by Jake Thompson

Don’t Fall for The Movie Trailers

I love movies. I love actually going to the movies. The fresh popco...

I love movies.

I love actually going to the movies. The fresh popcorn, the brand-new trailers, and the fact that I can just escape for two hours.

But you know the one thing about movie trailers that gets me – the actual trailer. It always gets me to the movie. And think about it, how many bad movie trailers have you seen? Probably none. Maybe one in your lifetime?

For the most part, the movie trailers are great. And then you go to the movie, and the movie sucks. It sucks so much that you wonder why you ever came to see it. This is because we believe the movie trailer was as good as the actual movie.

Now, how does that relate to you today? Just look at your social media feed. Take note of yourself while scrolling other people’s pages, other people’s pictures. Have you ever felt a slight bit of jealousy? Have ever felt disappointment because you learned about something regarding a friend on Facebook instead of from your friend?

There’s all types of emotions that our social media feeds generate in us. And a lot of them are disappointment, envy, and comparison. Really, all of our social feeds are, are movie trailers.

Think about it. No one posts the bad shit on their Facebook feed. Rarely do you see anything terrible. It’s always a #humblebrag, or here’s a victorious picture of me. No one talks about the time they went to a speaking event and two people showed up, except for maybe Jon Acuff.

Nobody likes to share they are down in the dumps. They share their highlight reel – they share their movie trailer. Keep that in mind this week when you’re scrolling through your feed. I catch myself too. There are times that I can’t help but compare my entire movie – my whole story – with someone else’s movie trailer. And it generates all sorts of bad, shit feelings in me. And so how do you combat this?

One, you have to acknowledge what you’re feeling. Once you feel it, acknowledge it. Acknowledge, man, I’m feeling jealousy over this issue. Saying it, takes away some of it power.

Two, understand that you are just showing you a snippet of reality. You do not see their entire story. “The champion on top didn’t just fall there,” quote reveals that every champion had an entire climb before the peak. Each winner has an entire back story that you may never be aware of. So understand that there is a lot of shit going on in the world that they may have had to overcome to get where they are. And don’t let where they are cause you to stumble where you are – and where you’re headed.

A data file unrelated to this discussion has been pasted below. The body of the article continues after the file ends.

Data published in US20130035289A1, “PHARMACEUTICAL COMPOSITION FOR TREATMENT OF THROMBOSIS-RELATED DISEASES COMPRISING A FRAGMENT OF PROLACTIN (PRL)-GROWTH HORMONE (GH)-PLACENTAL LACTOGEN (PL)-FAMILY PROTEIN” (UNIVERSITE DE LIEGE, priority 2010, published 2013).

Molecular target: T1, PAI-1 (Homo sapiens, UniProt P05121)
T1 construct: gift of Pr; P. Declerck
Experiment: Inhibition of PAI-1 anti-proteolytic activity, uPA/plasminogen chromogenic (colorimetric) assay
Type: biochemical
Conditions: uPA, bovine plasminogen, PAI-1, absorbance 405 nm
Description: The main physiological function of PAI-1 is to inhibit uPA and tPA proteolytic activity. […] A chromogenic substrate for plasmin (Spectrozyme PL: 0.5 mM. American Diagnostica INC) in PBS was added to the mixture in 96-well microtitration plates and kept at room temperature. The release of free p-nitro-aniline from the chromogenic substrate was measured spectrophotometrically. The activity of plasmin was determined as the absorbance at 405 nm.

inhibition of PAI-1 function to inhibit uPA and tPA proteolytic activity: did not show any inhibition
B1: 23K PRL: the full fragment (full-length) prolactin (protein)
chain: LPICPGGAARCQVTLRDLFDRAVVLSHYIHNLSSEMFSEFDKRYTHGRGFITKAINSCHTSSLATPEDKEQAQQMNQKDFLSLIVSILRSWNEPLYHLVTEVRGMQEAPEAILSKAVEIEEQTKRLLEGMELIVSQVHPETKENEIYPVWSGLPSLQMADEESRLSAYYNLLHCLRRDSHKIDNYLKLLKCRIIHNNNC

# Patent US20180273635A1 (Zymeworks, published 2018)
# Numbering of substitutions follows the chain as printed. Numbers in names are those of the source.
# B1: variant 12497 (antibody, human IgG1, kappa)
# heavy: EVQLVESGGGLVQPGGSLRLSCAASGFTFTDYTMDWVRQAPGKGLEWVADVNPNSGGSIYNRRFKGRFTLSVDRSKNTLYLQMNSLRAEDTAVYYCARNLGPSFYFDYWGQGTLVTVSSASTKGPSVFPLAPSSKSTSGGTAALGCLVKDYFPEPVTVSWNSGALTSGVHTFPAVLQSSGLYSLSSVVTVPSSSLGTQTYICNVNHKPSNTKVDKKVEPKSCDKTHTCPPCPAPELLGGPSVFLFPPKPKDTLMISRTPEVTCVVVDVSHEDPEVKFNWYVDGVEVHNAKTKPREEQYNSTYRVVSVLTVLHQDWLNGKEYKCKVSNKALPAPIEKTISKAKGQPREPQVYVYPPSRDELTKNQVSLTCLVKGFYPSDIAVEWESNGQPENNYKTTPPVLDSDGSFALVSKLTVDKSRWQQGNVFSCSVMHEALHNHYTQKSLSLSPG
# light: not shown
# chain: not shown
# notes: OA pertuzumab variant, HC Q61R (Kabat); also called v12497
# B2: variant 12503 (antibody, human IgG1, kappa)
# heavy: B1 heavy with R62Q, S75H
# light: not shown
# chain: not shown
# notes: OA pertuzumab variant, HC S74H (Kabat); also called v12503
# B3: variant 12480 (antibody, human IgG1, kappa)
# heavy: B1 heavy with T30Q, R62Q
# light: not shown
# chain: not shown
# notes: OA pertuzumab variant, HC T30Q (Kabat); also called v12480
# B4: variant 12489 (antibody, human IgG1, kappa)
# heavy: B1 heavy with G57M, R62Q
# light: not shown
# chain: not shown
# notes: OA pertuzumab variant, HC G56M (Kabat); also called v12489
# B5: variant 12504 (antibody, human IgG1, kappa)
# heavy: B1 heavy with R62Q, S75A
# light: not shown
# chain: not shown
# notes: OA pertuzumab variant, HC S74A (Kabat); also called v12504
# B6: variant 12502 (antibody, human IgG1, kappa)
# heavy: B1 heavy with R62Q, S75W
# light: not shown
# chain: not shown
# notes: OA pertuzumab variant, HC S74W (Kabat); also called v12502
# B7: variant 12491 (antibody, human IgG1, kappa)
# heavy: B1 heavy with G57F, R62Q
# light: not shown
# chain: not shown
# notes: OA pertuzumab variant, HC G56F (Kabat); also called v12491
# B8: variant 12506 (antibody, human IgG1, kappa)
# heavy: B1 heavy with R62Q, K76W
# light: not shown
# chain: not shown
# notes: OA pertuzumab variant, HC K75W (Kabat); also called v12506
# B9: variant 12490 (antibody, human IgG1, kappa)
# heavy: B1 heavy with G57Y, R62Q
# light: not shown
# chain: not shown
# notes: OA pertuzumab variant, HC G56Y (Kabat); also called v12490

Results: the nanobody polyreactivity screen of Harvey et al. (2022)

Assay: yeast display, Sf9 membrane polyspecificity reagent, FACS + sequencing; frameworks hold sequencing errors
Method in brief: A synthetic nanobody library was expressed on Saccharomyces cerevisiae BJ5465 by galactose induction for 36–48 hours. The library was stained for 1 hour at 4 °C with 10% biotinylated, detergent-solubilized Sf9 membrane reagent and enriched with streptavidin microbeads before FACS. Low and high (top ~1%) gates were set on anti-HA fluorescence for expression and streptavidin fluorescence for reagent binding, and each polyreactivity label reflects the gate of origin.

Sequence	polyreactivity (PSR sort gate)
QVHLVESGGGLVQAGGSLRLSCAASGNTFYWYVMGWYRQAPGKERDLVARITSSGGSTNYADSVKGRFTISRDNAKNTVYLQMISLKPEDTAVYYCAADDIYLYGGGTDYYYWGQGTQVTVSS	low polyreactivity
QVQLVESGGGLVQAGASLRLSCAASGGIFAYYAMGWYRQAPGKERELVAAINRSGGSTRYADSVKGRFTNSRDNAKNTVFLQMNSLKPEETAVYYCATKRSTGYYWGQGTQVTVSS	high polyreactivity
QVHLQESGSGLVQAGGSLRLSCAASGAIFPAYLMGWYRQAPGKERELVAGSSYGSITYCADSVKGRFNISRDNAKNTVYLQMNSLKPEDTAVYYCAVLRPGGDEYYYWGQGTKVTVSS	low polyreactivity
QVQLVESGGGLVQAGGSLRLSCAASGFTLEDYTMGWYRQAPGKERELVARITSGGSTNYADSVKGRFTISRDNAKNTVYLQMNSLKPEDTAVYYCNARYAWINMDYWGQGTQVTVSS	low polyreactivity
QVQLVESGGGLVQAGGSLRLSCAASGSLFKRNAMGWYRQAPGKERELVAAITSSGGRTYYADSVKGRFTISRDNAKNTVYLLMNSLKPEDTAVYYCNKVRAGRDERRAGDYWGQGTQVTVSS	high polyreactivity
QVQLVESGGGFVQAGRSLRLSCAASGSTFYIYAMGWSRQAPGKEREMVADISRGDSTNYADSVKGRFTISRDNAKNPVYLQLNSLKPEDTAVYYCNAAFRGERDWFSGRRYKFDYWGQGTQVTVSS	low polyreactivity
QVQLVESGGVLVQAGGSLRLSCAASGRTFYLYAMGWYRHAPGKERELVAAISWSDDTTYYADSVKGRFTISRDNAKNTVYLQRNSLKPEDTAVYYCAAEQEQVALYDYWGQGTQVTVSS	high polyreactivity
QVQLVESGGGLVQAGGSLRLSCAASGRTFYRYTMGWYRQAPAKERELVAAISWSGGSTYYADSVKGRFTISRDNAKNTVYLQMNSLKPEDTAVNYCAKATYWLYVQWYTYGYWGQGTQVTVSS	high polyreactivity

Third, be authentic in your own journey. Understand as much as we get upset and have these horrible feelings internally while comparing ourselves to others, there’s a lot of people out there doing the same thing to our feeds. They’re looking at what you’re posting. They’re looking at your victory pictures and they’re assuming that you just got there. They don’t understand everything that you went through.

What do you wish people knew about your journey? Many people in our Facebook group commented about things that they wish others knew but that they don’t. Others assume past certain parts of our story. So I encourage you to keep that in mind when you’re posting online – it’s powerful for people to see the whole story.

You know, nobody walks into a movie theatre, watches a movie trailer and then leaves the theatre changed. It’s not a life changing moment. It’s there to get you excited and make you want more.

But how many people have walked out of a movie changed? The entire story has shifted their perspective, and perhaps, awoken a part of them they’d forgotten about. They’re motivated or inspired. The entire story – the journey of the person facing the obstacle, overcoming obstacle after obstacle, and eventually winning, – leaves us motivated, that is what gets us inspired, that is what creates change.

So just like you, the people around you are not going to be changed by your movie trailer.

They’re going to be changed by your entire movie, your entire story of what you’ve overcome.

So share that, and be authentic. My friend Chris Smith says, “A story not shared doesn’t serve.” Spot on.

Unless they know what we’ve overcome and how we can do it, how they can do it as well like we did, they won’t be changed. So I’m encouraging you this week, don’t fall into the comparison trap on social media. It’s just a movie trailer and for all we know it could be a c + movie, and not a 5 star winner.

Second, admit to yourself when you’re feeling these feelings. And third, be authentic in your own post. Talk about the times when things don’t go your way just as much as you talk about the victories. It’s OK to be transparent. It’s OK to be honest.

Most importantly, it’s OK because it’s you being you.

The post Don’t Fall for The Movie Trailers appeared first on Compete Every Day.

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